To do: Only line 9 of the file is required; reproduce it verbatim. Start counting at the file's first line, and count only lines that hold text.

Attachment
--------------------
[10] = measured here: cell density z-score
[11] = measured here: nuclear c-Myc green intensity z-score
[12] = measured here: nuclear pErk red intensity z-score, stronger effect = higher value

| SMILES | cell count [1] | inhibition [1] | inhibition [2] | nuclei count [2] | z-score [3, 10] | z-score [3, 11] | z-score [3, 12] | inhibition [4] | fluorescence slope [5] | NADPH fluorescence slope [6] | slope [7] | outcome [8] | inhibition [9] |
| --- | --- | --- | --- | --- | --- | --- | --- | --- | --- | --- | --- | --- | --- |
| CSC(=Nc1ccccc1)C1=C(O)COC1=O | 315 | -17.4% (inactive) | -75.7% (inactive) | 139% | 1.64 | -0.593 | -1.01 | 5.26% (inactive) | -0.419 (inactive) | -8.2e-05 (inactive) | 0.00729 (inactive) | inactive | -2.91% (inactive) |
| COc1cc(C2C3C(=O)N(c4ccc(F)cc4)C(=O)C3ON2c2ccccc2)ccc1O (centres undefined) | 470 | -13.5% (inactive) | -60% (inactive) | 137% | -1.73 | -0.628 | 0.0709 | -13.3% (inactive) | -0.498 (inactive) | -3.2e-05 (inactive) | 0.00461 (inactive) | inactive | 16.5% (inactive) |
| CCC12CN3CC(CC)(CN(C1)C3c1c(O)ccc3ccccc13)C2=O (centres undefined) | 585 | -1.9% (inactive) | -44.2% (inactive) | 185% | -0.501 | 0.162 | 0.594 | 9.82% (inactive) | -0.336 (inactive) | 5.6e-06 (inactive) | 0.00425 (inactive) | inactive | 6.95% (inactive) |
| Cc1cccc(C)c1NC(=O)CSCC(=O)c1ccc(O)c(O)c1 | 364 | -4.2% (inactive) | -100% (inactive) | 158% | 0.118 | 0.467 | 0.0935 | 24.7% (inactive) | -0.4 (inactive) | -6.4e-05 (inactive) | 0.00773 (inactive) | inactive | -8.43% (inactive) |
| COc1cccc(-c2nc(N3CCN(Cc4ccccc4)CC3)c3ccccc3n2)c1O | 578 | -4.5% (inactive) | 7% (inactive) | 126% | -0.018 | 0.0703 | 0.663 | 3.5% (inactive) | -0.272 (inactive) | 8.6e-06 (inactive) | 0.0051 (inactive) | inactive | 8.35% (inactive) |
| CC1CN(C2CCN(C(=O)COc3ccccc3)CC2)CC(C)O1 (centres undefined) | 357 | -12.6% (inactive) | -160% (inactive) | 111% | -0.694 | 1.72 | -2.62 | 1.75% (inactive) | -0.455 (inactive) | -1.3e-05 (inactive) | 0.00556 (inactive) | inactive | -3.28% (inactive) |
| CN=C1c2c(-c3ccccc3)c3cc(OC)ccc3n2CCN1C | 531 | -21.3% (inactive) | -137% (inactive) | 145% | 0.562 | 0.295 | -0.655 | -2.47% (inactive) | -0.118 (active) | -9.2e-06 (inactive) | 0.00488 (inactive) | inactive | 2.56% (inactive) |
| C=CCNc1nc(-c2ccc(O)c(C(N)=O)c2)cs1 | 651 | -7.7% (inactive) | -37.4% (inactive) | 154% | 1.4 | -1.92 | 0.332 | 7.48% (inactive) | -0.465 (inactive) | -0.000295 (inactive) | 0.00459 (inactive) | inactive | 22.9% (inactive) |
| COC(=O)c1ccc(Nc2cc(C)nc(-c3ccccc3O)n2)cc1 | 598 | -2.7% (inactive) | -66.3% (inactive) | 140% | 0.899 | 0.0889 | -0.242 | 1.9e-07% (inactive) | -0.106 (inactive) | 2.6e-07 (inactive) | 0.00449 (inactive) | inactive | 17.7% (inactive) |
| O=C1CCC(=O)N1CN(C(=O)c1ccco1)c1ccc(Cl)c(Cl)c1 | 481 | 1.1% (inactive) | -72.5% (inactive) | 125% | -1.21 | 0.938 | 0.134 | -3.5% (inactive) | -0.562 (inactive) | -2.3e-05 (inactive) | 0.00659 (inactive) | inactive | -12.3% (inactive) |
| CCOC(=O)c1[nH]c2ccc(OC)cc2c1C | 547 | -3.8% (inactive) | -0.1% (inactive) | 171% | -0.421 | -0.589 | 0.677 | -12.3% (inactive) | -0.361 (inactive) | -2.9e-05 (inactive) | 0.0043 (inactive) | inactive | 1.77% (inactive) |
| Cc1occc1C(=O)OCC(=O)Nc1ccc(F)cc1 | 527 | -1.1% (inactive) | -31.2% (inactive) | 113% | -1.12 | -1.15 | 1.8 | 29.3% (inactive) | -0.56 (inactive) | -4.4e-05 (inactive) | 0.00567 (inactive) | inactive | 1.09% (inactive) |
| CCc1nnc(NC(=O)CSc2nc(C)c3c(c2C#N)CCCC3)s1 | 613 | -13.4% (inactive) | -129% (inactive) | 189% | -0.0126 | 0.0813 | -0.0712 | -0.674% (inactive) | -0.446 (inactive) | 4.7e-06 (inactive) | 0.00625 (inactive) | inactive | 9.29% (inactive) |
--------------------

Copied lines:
| Cc1cccc(C)c1NC(=O)CSCC(=O)c1ccc(O)c(O)c1 | 364 | -4.2% (inactive) | -100% (inactive) | 158% | 0.118 | 0.467 | 0.0935 | 24.7% (inactive) | -0.4 (inactive) | -6.4e-05 (inactive) | 0.00773 (inactive) | inactive | -8.43% (inactive) |